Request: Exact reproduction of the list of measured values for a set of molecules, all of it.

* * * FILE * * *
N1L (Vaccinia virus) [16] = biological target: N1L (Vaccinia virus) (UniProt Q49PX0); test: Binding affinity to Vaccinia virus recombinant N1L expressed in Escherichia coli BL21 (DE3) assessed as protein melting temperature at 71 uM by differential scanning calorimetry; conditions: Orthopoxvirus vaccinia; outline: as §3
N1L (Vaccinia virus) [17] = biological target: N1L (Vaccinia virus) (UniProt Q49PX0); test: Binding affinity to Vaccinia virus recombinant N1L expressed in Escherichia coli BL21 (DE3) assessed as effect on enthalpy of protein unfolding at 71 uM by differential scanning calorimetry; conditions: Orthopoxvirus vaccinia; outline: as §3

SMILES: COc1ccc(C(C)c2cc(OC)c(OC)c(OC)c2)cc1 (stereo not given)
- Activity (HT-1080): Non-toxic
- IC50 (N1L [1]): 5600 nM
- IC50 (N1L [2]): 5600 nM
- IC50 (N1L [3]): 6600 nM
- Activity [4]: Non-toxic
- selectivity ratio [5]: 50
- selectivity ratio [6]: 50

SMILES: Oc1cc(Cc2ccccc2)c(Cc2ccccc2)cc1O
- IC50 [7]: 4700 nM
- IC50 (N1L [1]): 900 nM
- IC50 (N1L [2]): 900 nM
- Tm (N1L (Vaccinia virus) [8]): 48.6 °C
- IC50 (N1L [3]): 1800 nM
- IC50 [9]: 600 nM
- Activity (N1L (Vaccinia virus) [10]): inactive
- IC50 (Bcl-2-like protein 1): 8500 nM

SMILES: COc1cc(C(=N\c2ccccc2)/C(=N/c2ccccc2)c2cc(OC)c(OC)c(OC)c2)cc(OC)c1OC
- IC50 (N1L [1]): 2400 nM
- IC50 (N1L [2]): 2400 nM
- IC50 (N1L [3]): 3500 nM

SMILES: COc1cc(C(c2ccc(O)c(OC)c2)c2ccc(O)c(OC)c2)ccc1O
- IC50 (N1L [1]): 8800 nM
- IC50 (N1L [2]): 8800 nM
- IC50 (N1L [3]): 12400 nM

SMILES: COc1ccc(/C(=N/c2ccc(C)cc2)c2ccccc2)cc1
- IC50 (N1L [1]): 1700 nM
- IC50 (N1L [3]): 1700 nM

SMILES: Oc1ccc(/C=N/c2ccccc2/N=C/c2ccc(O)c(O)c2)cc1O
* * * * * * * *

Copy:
N1L (Vaccinia virus) [16] = biological target: N1L (Vaccinia virus) (UniProt Q49PX0); test: Binding affinity to Vaccinia virus recombinant N1L expressed in Escherichia coli BL21 (DE3) assessed as protein melting temperature at 71 uM by differential scanning calorimetry; conditions: Orthopoxvirus vaccinia; outline: as §3
N1L (Vaccinia virus) [17] = biological target: N1L (Vaccinia virus) (UniProt Q49PX0); test: Binding affinity to Vaccinia virus recombinant N1L expressed in Escherichia coli BL21 (DE3) assessed as effect on enthalpy of protein unfolding at 71 uM by differential scanning calorimetry; conditions: Orthopoxvirus vaccinia; outline: as §3

SMILES: COc1ccc(C(C)c2cc(OC)c(OC)c(OC)c2)cc1 (stereo not given)
- Activity (HT-1080): Non-toxic
- IC50 (N1L [1]): 5600 nM
- IC50 (N1L [2]): 5600 nM
- IC50 (N1L [3]): 6600 nM
- Activity [4]: Non-toxic
- selectivity ratio [5]: 50
- selectivity ratio [6]: 50

SMILES: Oc1cc(Cc2ccccc2)c(Cc2ccccc2)cc1O
- IC50 [7]: 4700 nM
- IC50 (N1L [1]): 900 nM
- IC50 (N1L [2]): 900 nM
- Tm (N1L (Vaccinia virus) [8]): 48.6 °C
- IC50 (N1L [3]): 1800 nM
- IC50 [9]: 600 nM
- Activity (N1L (Vaccinia virus) [10]): inactive
- IC50 (Bcl-2-like protein 1): 8500 nM

SMILES: COc1cc(C(=N\c2ccccc2)/C(=N/c2ccccc2)c2cc(OC)c(OC)c(OC)c2)cc(OC)c1OC
- IC50 (N1L [1]): 2400 nM
- IC50 (N1L [2]): 2400 nM
- IC50 (N1L [3]): 3500 nM

SMILES: COc1cc(C(c2ccc(O)c(OC)c2)c2ccc(O)c(OC)c2)ccc1O
- IC50 (N1L [1]): 8800 nM
- IC50 (N1L [2]): 8800 nM
- IC50 (N1L [3]): 12400 nM

SMILES: COc1ccc(/C(=N/c2ccc(C)cc2)c2ccccc2)cc1
- IC50 (N1L [1]): 1700 nM
- IC50 (N1L [3]): 1700 nM

SMILES: Oc1ccc(/C=N/c2ccccc2/N=C/c2ccc(O)c(O)c2)cc1O